Some 34pc of Casey voters said his views of social and political issues were important to their choice - but a similar number of 32pc said they admired his ability to "stand up for ordinary people".

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A large number of voters were from lower-income sections of society and appeared concerned about "wasteful public spending". His appeal was more with older voters, with 23pc of over-65s in the Dublin area expressing support.

But his comments critical of Travellers and those dependent on welfare, while an indicator of attracting support, do not allow us conclude that people who voted for him are racist. It is more likely they feel minorities like Travellers and welfare recipients are getting an easier time of things than they are.

We must explore these questions in a reasonable and civil way. We must also recall there are just 32,000 Travellers living in Ireland and they are a microcosm of Irish society. As a readily identifiable minority it is often too easy to make sweeping and unjust generalisations.

Casey also did markedly better in Donegal, Roscommon-Galway and Limerick county. In Donegal only 2,000 votes separated him and Michael D Higgins.

But long-time Donegal TD Pat 'The Cope' Gallagher said he understood why Casey proved so popular - but did not believe it was motivated by his controversial comments about Travellers.

"They voted for him because they believe 'middle Ireland' is being squeezed. Leo Varadkar promised the people who get up early, the PAYE workers, he'd do a lot for them - but he's done nothing for them," the Fianna Fáil deputy said.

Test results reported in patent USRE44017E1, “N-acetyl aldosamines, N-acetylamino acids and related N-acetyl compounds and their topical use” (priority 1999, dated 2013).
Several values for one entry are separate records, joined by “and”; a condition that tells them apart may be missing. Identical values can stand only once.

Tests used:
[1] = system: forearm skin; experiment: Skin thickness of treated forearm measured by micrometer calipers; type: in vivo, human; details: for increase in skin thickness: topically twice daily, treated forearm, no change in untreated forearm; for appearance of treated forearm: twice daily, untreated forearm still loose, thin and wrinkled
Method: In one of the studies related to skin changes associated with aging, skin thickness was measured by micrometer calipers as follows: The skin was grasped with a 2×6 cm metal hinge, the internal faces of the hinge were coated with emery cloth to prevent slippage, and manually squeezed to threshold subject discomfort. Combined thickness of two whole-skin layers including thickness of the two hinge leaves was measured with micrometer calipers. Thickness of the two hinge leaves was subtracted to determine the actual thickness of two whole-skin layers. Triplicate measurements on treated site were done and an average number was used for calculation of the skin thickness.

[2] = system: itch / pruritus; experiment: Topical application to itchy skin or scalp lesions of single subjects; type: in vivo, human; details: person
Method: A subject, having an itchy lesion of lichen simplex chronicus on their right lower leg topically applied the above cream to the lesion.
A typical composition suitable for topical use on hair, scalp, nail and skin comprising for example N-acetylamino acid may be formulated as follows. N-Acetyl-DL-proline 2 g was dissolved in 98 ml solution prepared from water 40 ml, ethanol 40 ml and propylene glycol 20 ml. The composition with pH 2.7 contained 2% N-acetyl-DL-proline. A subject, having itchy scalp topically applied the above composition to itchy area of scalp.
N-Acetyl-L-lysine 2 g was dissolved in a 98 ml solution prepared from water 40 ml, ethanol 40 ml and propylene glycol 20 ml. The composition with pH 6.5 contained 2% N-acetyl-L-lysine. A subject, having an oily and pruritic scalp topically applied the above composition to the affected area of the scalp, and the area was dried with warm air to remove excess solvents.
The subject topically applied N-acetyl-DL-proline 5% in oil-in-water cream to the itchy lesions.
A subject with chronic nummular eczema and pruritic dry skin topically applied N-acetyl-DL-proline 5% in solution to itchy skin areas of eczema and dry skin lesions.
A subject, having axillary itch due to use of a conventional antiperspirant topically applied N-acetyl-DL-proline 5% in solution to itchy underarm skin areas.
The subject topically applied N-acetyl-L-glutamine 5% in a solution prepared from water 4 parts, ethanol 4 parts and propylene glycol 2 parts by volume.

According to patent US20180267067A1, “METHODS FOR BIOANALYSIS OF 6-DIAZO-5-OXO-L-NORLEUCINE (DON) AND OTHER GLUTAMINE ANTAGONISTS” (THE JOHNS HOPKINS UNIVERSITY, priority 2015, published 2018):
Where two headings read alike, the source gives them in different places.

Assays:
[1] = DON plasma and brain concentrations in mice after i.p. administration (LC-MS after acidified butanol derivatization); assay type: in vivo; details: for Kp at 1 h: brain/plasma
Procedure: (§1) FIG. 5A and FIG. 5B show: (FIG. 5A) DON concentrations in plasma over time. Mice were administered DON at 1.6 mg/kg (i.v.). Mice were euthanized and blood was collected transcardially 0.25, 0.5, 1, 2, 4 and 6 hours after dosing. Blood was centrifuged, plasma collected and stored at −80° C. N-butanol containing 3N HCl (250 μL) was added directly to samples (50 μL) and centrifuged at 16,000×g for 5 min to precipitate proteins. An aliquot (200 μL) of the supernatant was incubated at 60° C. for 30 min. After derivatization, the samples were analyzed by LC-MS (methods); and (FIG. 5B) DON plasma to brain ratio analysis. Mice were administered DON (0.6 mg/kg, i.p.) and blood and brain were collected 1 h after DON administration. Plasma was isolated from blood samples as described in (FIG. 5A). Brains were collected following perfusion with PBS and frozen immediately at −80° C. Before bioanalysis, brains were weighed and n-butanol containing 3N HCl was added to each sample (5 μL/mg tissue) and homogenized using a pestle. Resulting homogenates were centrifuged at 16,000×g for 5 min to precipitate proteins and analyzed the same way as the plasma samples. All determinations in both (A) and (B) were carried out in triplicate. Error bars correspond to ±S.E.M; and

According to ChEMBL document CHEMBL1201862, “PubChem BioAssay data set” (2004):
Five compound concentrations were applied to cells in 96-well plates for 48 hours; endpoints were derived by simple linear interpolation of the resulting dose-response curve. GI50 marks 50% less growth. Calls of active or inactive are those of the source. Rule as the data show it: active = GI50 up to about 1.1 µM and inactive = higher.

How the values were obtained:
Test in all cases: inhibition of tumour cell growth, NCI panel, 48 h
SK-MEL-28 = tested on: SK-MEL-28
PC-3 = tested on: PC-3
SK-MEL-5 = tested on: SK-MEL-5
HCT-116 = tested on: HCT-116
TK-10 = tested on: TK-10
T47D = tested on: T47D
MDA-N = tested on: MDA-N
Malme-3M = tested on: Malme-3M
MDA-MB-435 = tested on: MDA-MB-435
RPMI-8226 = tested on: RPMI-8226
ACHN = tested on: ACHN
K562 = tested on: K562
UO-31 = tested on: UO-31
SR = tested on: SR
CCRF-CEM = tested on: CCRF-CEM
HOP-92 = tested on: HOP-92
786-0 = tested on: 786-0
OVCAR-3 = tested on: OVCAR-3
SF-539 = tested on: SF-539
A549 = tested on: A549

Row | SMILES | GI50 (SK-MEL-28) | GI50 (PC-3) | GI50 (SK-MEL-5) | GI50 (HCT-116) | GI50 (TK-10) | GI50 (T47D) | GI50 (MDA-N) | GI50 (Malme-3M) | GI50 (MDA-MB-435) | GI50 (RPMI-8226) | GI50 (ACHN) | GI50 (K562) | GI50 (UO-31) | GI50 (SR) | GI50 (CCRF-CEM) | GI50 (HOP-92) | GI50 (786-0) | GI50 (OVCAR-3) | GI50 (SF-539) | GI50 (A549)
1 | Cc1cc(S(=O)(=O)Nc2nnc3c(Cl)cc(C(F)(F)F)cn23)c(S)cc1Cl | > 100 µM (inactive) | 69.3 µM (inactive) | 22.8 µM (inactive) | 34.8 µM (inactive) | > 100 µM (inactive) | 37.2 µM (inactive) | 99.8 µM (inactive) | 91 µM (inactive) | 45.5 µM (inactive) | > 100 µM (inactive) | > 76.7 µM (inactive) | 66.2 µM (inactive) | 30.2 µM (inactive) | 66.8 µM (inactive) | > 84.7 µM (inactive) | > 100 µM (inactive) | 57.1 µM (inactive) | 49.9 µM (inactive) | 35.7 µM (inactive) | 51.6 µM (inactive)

But while Casey pulled voters from many of the key parties, one in three identified Fianna Fáil allegiance, according to the RTÉ exit poll. That of itself has sparked a certain reaction in Fianna Fáil who said these issues must be discussed.

Otherwise, one in four Casey voters identified with Sinn Féin and a similar proportion with Independents.

Just one in six was a Fine Gael supporter and just one in 10 backed Labour, suggesting these have the least Casey concerns.

Overall, it is worth noting that Casey will have big adaptations to make himself if he is to stay in politics for the longer haul.

We have had such political phenomena in the past and they left the stage soon enough. Dana and Declan Ganley come to mind.

Back with Higgins's big win, it is clear that it made strategic sense to ration his radio and television debate appearances. He was also correct in his judgment that people in these prosperous times do not much care about spending controls at the office of president or controversies about alleged excesses.

But it is likely this campaign approach was bad for long-term democracy. It is also important he now keeps the promises he made during the campaign about delivering more spending accountability Áras an Uachtaráin.

Liadha Ní Riada's strong personal campaign merited a better vote. This leaves big issues for Sinn Féin following the first big electoral test for their new leader Mary Lou McDonald.